When furniture ceased to be handmade and mass production took over in the first half of the 19th century, manufacturers worked out that it was easier to drill a matching pair of mating holes, glue a dowel into one hole and then glue that component to another component which also had a pre-drilled dowel hole in it. Provided that the holes could be drilled accurately, the entire process was faster than using a mortice & tenon.
The ability to drill accurate dowel holes repeatedly in components was a major factor in the explosion of cheaply produced furniture in the 19th and 20th centuries. However, non-mass produced dowel joints had been made for hundreds of years before that.
In recent times the inserted-plug type of jointing method has been expanded into a whole variety of jointing systems, some of which I referred to last month. Bearing in mind that a dowel joint is just a butt joint with locating and fixing pins, its success depends upon the accurate use of a marking system. In this article I will show how some of these systems are used.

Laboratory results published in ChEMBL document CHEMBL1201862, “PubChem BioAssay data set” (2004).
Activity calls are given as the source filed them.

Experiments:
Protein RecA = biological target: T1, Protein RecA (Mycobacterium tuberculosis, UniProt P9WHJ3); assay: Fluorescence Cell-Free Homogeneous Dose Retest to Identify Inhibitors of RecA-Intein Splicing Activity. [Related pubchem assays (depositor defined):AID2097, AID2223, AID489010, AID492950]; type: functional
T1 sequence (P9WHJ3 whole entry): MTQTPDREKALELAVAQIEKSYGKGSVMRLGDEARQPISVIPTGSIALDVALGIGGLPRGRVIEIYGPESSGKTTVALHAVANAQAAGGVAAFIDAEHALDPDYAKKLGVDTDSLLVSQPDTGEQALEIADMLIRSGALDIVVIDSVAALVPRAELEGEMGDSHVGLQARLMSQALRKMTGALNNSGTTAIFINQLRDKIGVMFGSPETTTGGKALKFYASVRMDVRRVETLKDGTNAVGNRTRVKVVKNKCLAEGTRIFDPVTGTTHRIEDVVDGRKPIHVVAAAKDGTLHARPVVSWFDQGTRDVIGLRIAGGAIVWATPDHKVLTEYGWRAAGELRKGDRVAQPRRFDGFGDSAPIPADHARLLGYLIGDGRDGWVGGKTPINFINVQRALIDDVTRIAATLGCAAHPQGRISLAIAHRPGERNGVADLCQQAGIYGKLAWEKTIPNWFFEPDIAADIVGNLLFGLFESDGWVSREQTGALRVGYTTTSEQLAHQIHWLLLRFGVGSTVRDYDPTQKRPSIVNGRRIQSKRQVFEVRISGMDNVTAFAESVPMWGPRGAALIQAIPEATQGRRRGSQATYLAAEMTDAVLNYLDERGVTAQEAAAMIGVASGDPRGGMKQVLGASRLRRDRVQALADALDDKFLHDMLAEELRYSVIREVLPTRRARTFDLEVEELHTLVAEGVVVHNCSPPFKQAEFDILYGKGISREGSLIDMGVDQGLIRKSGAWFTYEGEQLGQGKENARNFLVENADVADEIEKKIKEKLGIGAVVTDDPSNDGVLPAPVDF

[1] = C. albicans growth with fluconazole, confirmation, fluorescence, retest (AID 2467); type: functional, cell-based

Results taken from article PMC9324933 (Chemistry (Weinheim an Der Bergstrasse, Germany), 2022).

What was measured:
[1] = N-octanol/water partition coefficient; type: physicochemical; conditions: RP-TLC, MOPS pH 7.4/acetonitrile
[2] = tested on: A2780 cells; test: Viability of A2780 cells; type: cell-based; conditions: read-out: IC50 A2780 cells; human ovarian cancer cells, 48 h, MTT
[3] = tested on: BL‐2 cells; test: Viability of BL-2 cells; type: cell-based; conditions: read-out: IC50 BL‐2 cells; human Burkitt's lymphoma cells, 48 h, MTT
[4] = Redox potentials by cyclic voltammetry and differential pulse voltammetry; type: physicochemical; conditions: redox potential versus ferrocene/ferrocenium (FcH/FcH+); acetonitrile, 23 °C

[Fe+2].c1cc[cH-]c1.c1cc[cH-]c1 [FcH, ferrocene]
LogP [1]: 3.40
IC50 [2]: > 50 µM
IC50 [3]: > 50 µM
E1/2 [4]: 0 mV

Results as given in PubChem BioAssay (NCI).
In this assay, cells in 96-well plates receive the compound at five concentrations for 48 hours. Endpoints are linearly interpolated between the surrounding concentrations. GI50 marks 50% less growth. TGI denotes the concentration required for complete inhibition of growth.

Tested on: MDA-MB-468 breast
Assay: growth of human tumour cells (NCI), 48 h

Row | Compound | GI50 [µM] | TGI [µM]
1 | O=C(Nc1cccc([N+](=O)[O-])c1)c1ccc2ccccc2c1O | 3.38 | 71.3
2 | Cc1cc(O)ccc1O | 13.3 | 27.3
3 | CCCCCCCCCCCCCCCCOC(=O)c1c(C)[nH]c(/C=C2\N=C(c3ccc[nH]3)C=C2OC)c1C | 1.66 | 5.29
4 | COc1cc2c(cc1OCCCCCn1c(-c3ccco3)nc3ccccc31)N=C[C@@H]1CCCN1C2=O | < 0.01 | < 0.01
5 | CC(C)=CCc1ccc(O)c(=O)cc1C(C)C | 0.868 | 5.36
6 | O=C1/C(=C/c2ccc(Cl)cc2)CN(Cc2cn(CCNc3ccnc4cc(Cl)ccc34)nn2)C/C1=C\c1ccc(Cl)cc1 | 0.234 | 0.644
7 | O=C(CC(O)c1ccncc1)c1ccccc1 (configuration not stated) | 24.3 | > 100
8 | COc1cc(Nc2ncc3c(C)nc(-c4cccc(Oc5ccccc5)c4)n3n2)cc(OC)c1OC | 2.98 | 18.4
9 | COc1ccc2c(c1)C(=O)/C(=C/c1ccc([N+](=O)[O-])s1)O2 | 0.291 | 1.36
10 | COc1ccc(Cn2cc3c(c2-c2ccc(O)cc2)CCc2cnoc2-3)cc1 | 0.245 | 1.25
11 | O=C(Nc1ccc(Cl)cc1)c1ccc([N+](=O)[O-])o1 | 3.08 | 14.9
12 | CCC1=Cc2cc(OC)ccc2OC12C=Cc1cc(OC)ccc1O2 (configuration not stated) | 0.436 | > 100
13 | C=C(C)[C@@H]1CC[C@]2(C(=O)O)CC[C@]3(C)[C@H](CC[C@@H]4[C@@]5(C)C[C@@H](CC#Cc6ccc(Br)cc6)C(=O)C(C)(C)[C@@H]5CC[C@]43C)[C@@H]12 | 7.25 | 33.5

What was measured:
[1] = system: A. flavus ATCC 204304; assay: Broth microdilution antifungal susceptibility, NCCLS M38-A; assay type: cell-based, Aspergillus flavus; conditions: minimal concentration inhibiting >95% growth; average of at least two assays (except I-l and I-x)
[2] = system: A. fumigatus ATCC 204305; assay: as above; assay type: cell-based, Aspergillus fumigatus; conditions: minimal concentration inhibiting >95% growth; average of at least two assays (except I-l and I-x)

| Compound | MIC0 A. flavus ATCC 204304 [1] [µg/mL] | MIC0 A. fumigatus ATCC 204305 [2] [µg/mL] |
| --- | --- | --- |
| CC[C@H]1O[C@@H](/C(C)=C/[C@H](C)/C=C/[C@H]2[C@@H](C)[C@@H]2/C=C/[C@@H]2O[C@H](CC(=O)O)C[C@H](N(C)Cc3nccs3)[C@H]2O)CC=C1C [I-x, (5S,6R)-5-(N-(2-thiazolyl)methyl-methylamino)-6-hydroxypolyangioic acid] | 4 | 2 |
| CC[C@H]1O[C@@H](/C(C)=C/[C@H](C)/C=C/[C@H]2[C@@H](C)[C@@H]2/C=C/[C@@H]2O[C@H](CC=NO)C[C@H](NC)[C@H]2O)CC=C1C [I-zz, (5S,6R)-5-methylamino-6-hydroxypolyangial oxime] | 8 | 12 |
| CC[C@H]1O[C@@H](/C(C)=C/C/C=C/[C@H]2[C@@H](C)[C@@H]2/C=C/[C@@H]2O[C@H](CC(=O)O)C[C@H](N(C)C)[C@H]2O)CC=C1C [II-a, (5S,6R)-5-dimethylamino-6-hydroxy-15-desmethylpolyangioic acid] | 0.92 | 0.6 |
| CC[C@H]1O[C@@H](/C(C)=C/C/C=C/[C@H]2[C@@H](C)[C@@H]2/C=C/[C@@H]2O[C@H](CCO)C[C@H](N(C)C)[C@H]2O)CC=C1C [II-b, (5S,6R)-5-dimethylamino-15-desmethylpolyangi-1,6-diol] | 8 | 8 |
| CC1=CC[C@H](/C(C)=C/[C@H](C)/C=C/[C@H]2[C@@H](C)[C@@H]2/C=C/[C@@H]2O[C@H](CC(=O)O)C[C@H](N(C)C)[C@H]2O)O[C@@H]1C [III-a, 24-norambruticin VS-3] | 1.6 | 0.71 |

Dowelled joints verdict
Given the choice I would always prefer to use a tenon joint but as a restorer I know that it is easier to repair a dowel joint that has become loose than a mortice & tenon joint that has become loose. So you could argue that dowelled chairs are likely to last longer because they are cheaper to maintain although in pure cabinet-making terms mass-produced dowels are a less elegant solution.